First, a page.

So we'll see what happens. In the meantime, I get to return to my children's novels and work on getting a publisher for them and polished and worthy of being read by small chidluns the world over. ;)
glad to see you're still among the living and glad you had a Merry Christmas :)
I'm relatively new to Steady Beat and just wanted to say I'm really enjoying it so far! It kinda hits a little close to home since my older brother was forced out of the closet more than a decade ago...
Tokyopop may not be as great of a company as they used to be, but I understand what you mean. Even so, I'd count my blessings. I mean, it could be worse: you could be working for ADV manga instead, where they might drop your book and not tell anyone they were doing it until almost two years later when enough people ask, "Hey when's the next [such and so] coming out? We haven't seen one for almost two years, and we want it NOW."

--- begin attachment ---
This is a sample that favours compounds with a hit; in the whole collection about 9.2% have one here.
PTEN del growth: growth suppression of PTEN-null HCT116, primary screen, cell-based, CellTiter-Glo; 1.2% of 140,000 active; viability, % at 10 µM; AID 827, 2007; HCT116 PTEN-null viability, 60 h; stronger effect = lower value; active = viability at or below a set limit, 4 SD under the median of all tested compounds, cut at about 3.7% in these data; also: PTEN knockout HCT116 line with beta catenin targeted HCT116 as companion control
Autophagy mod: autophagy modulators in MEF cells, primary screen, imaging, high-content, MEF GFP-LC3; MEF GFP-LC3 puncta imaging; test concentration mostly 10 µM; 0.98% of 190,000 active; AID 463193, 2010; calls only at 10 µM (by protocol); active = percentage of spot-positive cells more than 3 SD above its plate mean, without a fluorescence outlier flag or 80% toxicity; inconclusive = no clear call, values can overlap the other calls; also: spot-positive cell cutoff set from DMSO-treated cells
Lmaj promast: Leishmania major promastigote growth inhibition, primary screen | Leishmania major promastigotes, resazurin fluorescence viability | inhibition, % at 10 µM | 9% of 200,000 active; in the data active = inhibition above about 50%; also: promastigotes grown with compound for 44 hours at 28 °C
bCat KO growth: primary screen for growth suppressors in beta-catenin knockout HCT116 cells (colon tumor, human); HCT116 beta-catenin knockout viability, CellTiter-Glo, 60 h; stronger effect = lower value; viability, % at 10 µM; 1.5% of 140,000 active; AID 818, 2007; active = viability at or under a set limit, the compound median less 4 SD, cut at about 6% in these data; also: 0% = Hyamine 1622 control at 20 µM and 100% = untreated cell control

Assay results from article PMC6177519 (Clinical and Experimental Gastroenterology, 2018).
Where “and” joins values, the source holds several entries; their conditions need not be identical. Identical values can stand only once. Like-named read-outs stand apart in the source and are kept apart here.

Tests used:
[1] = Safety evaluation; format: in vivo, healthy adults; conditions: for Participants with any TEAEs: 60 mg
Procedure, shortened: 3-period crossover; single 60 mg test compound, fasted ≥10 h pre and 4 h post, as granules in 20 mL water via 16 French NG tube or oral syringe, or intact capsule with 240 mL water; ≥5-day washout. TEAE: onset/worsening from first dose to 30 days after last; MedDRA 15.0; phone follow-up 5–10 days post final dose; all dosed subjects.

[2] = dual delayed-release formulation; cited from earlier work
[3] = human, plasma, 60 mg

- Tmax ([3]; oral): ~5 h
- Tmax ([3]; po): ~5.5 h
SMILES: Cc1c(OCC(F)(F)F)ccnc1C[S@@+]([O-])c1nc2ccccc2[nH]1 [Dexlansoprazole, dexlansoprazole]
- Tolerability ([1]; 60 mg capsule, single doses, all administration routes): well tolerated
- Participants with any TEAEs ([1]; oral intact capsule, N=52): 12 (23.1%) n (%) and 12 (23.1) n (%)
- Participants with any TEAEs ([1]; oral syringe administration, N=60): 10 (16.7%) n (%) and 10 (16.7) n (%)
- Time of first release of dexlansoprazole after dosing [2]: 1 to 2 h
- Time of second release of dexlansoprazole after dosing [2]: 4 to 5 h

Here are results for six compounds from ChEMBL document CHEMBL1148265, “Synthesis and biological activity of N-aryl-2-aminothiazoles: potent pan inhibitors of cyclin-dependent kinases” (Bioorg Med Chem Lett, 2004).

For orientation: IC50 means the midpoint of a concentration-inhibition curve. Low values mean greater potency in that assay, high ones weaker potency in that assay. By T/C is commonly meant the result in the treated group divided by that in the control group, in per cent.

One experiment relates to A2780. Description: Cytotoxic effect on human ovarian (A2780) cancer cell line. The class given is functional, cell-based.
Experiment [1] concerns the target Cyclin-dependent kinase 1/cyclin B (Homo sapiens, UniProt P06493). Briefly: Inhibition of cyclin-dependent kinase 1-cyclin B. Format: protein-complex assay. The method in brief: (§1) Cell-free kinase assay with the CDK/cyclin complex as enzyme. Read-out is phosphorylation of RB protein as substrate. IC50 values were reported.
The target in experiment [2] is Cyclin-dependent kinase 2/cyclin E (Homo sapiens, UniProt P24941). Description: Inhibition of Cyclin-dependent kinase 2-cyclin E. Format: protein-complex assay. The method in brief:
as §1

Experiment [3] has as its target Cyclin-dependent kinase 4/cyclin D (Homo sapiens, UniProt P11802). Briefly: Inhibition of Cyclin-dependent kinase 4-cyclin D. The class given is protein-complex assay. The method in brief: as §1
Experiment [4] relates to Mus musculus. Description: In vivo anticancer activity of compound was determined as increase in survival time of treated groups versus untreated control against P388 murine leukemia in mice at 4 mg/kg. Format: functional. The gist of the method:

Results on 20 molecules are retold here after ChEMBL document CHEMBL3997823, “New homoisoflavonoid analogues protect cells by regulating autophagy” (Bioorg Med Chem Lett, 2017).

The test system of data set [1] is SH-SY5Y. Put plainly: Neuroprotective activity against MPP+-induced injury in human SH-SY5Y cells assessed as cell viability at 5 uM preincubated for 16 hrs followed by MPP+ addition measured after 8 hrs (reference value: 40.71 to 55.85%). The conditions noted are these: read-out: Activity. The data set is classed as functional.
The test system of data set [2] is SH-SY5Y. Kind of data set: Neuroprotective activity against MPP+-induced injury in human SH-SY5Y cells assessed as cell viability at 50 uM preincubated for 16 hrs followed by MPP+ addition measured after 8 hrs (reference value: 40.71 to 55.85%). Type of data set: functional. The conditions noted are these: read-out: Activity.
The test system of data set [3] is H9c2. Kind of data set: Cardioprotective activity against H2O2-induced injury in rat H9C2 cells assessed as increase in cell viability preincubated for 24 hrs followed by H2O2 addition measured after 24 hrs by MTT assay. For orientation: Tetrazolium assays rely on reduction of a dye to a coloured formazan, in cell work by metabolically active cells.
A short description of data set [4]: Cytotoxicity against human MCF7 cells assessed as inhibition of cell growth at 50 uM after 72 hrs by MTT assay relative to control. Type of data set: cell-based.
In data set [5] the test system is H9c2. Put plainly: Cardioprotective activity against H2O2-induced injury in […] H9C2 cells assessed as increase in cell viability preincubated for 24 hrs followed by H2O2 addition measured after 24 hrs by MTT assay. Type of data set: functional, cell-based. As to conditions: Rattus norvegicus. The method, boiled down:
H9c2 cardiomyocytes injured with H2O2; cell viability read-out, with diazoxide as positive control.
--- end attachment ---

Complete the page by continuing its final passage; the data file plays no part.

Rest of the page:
I really hope you do get a 4th book, because nothing's better than letting a true artist tell the their story in their own way and let it come to a natural conclusion, rather than an ending people can easily tell was forced, editorialized, and ultimately unsatisfying. Even if Book 4 doesn't happen, I'm glad TP is letting you know so you can get a chance to wrap up the story on your own terms rather than giving Book 3 a cliffhanger ending that will never get resolved.
this may be a silly question, but can't you just present this story to a new publisher? That way you can finish off the story line?